Memory 106 represents any form of random access memory (RAM), read-only memory (ROM), flash memory, or the like, or a combination of such devices. Instructions 106A which implement the process steps of FIGS. 2A-2B may reside in memory 106 and may be executed by processor 102 from memory 106.

Also connected to the processor 102 through the bus system 104 are one or more internal mass storage device for storing data files, programs, applications or any other type of information or computer-executable code. Processor 102 may read code from storage device 107 and execute it out memory 106. Storage device 107 may be or may include any conventional medium for storing data, such as conventional magnetic disks, optical disks such as CD-ROM or DVD based storage, magneto-optical (MO) storage, or any other type of non-volatile storage devices suitable for storing data.

System 100 may also include a network adapter (not shown) to communicate with remote devices (e.g., storage servers) over a network and may be, for example, an Ethernet adapter, a Fibre Channel adapter, or the like. The processing system 100 may also include one or more standard input/output (I/O) devices (not shown) coupled to the bus system 104. The I/O devices may include, for example, a display device, a keyboard, a mouse, etc.

The bus system 104 is an abstraction that represents any one or more separate physical buses and/or point-to-point connections, connected by appropriate bridges, adapters and/or controllers. As an example, the bus system 104 may be or may include a root complex per the PCIe standard. Bus system 104 may also be referred to as root complex 104 throughout this specification. The term root complex is defined by the PCIe standard as an entity that may include a bridge and one or more root ports for interconnecting devices. The bridge connects a processor (e.g. 102) to a hierarchy; where the hierarchy is a tree-like structure of a PCIe topology.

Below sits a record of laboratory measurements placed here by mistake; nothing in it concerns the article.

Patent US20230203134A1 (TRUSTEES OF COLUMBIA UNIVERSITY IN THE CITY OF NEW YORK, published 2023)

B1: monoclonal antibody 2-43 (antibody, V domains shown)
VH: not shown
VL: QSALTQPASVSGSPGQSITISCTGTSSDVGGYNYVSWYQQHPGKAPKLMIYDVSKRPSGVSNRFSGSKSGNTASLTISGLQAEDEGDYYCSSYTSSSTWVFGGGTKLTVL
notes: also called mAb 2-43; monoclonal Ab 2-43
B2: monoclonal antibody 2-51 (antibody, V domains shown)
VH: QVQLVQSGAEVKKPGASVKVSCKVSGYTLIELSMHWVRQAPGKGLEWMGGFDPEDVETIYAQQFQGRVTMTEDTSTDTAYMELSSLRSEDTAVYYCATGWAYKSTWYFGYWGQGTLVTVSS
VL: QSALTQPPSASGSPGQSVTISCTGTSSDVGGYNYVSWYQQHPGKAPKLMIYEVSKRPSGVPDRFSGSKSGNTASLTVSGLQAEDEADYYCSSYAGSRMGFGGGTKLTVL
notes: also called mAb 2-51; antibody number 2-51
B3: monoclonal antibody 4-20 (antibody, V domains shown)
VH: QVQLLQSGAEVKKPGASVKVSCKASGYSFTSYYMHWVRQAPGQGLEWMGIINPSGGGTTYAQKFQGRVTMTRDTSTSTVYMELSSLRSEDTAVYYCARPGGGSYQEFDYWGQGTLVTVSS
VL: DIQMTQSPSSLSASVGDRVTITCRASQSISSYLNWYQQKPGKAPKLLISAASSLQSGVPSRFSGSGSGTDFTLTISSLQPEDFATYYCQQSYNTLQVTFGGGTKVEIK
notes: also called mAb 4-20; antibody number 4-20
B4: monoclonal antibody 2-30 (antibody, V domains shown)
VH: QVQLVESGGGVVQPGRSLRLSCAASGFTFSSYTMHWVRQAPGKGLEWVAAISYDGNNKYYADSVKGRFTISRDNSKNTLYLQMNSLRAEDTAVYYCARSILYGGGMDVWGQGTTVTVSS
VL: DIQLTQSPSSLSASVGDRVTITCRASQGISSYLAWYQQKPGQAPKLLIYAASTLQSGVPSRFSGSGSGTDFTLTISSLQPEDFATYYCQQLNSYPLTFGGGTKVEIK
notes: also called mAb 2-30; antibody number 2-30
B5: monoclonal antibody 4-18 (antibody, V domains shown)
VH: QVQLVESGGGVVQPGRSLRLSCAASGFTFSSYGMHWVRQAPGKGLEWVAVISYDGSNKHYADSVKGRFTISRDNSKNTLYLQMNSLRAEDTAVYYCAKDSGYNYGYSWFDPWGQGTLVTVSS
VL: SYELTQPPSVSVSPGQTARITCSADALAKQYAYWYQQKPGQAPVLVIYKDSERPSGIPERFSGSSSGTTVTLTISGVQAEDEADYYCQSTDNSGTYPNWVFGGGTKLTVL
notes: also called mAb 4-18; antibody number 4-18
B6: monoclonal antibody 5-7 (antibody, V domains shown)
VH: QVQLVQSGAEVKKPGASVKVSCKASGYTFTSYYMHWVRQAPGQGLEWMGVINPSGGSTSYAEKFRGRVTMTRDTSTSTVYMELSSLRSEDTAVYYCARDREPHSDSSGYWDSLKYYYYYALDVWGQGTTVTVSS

As an example, root complex 104 is coupled to a bridge 118 that allows processor 102 to access a PCI (or PCI-X) device 116. Root complex 104 may also coupled to a standard PCIe switch (may be referred to as “switch”) 114 that is coupled to PCIe devices 108-110. Processor 102 can communicate with any of the devices 108-110 via switch 114. Devices 108-110 may include network adapters, storage adapters, converged storage adapters, I/O devices, PCIe switches connected to other devices, and other device types.

PCIe devices typically use discrete logical layers in a layered structure to process information. An example of the layered structure is shown in FIG. 1B where PCIe devices 120 and 122 (may also be referred to as devices 120 and 122) send and receive information using logical layers. The logical layers include Transaction Layers 124A and 124B, Data Link Layers (“DLL”) 126A and 126B and Physical Layers (“PHY”) 127A and 127B. DLL 126A and 126B serve as intermediate layers between PHY layers 127A and 127B and Transaction Layers 124A and 124B, respectively.